Jul 17, 2017 - Taurie Davis    

Redesigning GitLab's Navigation

After a series of research and brainstorming sessions, we are excited to share with the community our redesign of GitLab's navigation.

At GitLab, we are taking big steps towards refining our interface in an effort to make the idea to production workflow more productive. After a series of research and brainstorming sessions, we are excited to share with the community our redesign of GitLab's navigation.

Research and insight

Back in March, we began our first of three rounds of user testing related to our navigation architecture. We knew from previous feedback that navigating GitLab's features was complex, difficult, and could be drastically improved. One of the major pitfalls we discovered in this round was confusion between global content vs. contextual content for new users when navigating. This was a large source of frustration when trying to find projects, or distinguish between your personal space and memberships.

  • Global content refers to the elements that are always available to you. Example: Your projects, issues, merge requests, and explore sections.

  • Contextual content refers to the elements that change based on the page you are viewing. Example: The content of an individual group page vs. a project page.

Using the data we gathered from our first round of testing, we began putting together common themes. This allowed us to gather questions and assumptions, which informed our next prototype to test from. Our research team created a script that would walk users through a number of tasks. This script was then used to help us validate the assumptions we had made in our brainstorm session.

Script

We wrote up our findings from this round, identifying problem areas through the insight we gained by watching real users interact with our prototype. The team then set out to create a new design that addressed the interaction flaws we had identified during our testing.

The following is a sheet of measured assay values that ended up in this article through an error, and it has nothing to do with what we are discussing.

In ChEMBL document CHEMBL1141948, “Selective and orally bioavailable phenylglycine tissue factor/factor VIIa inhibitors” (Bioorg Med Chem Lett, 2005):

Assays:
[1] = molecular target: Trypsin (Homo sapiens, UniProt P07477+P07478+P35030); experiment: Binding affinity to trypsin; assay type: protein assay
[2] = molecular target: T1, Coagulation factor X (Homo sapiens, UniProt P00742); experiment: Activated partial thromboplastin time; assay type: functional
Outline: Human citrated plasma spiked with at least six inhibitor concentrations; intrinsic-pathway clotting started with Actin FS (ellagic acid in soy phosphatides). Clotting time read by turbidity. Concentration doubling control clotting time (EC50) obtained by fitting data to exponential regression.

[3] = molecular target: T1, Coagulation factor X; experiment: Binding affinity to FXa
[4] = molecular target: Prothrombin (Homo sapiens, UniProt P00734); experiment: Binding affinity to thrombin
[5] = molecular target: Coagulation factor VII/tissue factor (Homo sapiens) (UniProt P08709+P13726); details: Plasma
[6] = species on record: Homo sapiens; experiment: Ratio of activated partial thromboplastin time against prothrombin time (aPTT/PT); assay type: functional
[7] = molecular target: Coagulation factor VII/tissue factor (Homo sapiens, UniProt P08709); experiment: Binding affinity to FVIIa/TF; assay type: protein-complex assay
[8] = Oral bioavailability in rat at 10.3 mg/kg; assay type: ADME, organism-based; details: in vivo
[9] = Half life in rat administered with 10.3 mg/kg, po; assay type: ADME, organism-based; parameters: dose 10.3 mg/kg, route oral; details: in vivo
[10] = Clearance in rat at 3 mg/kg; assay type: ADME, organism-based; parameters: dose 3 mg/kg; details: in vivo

Further discovery

Through a series of brainstorm sessions, the team created two new prototypes to use in testing. During this round of testing, six users were shown Prototype A and another six were shown Prototype B. Each prototype used the same series of tasks, allowing us to track usability issues from each prototype individually, as well as compare the average time taken per task.

Prototypes A and B Prototype B

During this third round of testing, we discovered that the majority of users were able to identify the difference between their global content from their contextual content after a few completed tasks. This was an improvement from our previous research which showed that users could finish a usability testing session without gaining an understanding of global vs. contextual content.

A shippable product

From the data we gathered in our third and final round of testing, we began putting together a design that could be shipped in our 9.4 release. We took the most successful aspects of both prototypes and created a mockup that addressed the major pain points we discovered during all of our testing.